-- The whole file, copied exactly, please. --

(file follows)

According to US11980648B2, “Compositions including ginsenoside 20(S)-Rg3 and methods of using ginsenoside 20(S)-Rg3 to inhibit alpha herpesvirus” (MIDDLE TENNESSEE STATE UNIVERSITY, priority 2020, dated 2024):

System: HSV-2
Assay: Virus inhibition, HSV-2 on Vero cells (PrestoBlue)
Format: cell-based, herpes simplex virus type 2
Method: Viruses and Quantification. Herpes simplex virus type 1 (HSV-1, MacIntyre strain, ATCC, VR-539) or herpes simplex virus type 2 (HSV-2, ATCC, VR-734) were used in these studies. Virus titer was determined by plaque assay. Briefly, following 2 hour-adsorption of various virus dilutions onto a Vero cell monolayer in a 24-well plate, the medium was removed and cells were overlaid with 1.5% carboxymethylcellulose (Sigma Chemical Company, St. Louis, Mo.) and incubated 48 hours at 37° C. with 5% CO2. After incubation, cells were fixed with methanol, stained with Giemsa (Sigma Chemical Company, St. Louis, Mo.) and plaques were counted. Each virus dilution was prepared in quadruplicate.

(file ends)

According to US11980648B2, “Compositions including ginsenoside 20(S)-Rg3 and methods of using ginsenoside 20(S)-Rg3 to inhibit alpha herpesvirus” (MIDDLE TENNESSEE STATE UNIVERSITY, priority 2020, dated 2024):

System: HSV-2
Assay: Virus inhibition, HSV-2 on Vero cells (PrestoBlue)
Format: cell-based, herpes simplex virus type 2
Method: Viruses and Quantification. Herpes simplex virus type 1 (HSV-1, MacIntyre strain, ATCC, VR-539) or herpes simplex virus type 2 (HSV-2, ATCC, VR-734) were used in these studies. Virus titer was determined by plaque assay. Briefly, following 2 hour-adsorption of various virus dilutions onto a Vero cell monolayer in a 24-well plate, the medium was removed and cells were overlaid with 1.5% carboxymethylcellulose (Sigma Chemical Company, St. Louis, Mo.) and incubated 48 hours at 37° C. with 5% CO2. After incubation, cells were fixed with methanol, stained with Giemsa (Sigma Chemical Company, St. Louis, Mo.) and plaques were counted. Each virus dilution was prepared in quadruplicate.